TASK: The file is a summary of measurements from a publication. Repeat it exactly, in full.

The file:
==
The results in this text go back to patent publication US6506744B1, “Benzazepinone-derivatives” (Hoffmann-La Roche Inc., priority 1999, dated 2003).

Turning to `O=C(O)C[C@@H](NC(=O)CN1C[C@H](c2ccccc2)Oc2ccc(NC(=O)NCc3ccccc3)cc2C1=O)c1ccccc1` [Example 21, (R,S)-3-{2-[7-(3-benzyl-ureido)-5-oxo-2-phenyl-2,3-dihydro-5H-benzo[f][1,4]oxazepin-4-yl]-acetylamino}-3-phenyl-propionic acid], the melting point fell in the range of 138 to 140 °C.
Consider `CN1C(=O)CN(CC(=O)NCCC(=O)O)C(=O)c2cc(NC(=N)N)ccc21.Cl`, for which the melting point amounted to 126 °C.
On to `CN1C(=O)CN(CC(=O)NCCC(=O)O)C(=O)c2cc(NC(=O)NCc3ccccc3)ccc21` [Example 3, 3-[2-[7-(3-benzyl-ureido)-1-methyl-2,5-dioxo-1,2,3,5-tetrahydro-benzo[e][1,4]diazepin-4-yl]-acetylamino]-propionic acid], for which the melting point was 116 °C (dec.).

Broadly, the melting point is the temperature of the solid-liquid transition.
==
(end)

The results in this text go back to patent publication US6506744B1, “Benzazepinone-derivatives” (Hoffmann-La Roche Inc., priority 1999, dated 2003).

Turning to `O=C(O)C[C@@H](NC(=O)CN1C[C@H](c2ccccc2)Oc2ccc(NC(=O)NCc3ccccc3)cc2C1=O)c1ccccc1` [Example 21, (R,S)-3-{2-[7-(3-benzyl-ureido)-5-oxo-2-phenyl-2,3-dihydro-5H-benzo[f][1,4]oxazepin-4-yl]-acetylamino}-3-phenyl-propionic acid], the melting point fell in the range of 138 to 140 °C.
Consider `CN1C(=O)CN(CC(=O)NCCC(=O)O)C(=O)c2cc(NC(=N)N)ccc21.Cl`, for which the melting point amounted to 126 °C.
On to `CN1C(=O)CN(CC(=O)NCCC(=O)O)C(=O)c2cc(NC(=O)NCc3ccccc3)ccc21` [Example 3, 3-[2-[7-(3-benzyl-ureido)-1-methyl-2,5-dioxo-1,2,3,5-tetrahydro-benzo[e][1,4]diazepin-4-yl]-acetylamino]-propionic acid], for which the melting point was 116 °C (dec.).

Broadly, the melting point is the temperature of the solid-liquid transition.